Raymond J. Lee

Raymond J. Lee

Ray: Soft Power was an incredible experience because it was basically a full Asian American cast, along with two Caucasian members, telling this American story through a Chinese lens. We didn't have to perform the show in any sort of accents, except for American ones, and we got to convey so many poignant messages together as a company. At the end of the show, you see a sea of Asian faces singing our faces off about Democracy and I would always have to hold back tears in my eyes. It meant the world to be able to perform with my fellow Asian American actors, many of whom I've been auditioning with for years but never got the chance to perform side by side with. Also the idea of younger Asian kids sitting in the audience, seeing us on stage, and realizing that there's room for them in this industry filled me up with such hope and strength. David Henry Hwang, Jeanine Tesori, Leigh Silverman, and Sam Pinkleton created something magical with Soft Power and I really hope we get the chance to bring the show to New York.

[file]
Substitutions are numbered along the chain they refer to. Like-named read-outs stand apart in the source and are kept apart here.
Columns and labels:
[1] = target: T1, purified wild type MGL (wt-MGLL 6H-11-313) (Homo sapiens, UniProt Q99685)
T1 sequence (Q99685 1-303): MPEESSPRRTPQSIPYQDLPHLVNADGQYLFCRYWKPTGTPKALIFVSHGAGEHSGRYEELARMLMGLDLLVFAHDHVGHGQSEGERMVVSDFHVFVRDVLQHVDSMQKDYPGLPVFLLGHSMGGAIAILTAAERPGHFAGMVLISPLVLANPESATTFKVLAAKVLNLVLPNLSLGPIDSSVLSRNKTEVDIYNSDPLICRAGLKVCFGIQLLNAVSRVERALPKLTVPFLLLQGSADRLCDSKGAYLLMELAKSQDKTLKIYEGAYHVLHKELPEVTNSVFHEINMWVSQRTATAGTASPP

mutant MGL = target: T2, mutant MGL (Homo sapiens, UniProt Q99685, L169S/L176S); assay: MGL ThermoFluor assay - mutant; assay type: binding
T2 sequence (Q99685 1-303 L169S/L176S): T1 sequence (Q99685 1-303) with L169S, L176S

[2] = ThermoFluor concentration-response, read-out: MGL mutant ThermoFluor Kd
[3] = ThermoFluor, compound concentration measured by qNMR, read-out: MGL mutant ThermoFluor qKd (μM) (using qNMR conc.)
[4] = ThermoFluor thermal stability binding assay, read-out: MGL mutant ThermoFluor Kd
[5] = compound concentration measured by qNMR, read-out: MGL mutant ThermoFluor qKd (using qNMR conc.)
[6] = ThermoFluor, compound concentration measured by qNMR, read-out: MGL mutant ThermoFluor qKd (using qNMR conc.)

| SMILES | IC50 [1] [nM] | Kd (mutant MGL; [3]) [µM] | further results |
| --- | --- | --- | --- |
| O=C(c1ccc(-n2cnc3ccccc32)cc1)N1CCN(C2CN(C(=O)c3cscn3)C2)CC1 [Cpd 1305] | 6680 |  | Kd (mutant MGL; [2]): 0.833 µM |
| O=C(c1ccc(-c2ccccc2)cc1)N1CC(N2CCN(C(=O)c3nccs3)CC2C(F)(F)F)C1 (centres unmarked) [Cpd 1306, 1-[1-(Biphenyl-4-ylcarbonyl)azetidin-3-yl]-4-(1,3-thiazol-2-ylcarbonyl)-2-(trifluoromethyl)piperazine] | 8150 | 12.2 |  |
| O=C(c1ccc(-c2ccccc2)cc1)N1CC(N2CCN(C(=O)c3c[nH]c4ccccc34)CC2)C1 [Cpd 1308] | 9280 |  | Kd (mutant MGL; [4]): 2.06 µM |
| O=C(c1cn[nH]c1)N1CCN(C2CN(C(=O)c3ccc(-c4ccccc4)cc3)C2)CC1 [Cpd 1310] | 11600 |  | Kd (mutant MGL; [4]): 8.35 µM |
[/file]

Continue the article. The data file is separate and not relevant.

5. What kind of songs can we expect on Thursday, July 26? How did you come up with your song list?

Sharone: We have a ton of really cool mashups that blend a bunch of different styles of music together including, pop, musical theater, rap, rock, and more. You won't know what hit you! We're also doing a couple duets straight up, but with our own takes on the roles. And finally we'll each be singing a couple solos which are from a really wide variety of musical styles. It's going to be a really exciting and surprising night, I'm very much looking forward to it. 

Ray: Expect some SANGING from the two of us and night to remember! We are both so excited!

You can catch Sharone Sayegh and Raymond J. Lee at Feinstein's/54 Below on Thursday, July 26 at 930pm.